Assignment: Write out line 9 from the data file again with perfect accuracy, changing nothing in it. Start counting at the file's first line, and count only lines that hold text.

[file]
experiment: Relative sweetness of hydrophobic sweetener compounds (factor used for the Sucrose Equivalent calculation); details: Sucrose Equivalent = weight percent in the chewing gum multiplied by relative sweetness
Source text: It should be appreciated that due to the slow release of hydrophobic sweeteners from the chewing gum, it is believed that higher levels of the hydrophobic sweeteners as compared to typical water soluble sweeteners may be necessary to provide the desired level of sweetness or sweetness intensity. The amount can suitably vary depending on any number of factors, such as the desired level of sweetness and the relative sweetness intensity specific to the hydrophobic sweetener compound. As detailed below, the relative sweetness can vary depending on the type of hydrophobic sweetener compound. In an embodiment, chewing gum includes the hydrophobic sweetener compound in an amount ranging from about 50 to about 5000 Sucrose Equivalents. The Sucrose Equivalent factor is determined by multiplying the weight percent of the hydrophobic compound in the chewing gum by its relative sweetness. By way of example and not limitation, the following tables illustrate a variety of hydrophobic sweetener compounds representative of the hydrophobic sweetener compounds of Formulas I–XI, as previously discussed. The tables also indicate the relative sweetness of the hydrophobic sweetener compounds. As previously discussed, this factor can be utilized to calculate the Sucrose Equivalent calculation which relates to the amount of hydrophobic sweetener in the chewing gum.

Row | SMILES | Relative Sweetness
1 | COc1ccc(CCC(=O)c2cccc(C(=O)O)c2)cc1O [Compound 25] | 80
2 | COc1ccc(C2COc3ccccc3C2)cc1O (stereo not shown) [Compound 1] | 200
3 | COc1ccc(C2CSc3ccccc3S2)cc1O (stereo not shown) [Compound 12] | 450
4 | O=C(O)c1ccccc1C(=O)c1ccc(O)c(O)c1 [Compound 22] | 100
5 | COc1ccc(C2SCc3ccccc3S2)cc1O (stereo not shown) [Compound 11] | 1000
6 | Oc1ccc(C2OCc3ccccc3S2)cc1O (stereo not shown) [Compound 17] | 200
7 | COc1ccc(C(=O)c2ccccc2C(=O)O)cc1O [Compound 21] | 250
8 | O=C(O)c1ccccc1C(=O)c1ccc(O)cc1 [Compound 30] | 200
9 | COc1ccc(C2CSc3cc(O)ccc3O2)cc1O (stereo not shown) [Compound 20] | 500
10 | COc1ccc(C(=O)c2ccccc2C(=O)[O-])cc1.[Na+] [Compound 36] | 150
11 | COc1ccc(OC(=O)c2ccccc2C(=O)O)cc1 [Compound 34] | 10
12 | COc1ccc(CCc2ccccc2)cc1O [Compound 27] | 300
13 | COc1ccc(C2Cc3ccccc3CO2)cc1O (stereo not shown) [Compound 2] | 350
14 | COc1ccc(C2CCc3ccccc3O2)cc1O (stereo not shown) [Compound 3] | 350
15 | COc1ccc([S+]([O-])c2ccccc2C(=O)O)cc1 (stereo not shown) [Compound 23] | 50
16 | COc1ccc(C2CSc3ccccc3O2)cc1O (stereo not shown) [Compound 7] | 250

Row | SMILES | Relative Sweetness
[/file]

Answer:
6 | Oc1ccc(C2OCc3ccccc3S2)cc1O (stereo not shown) [Compound 17] | 200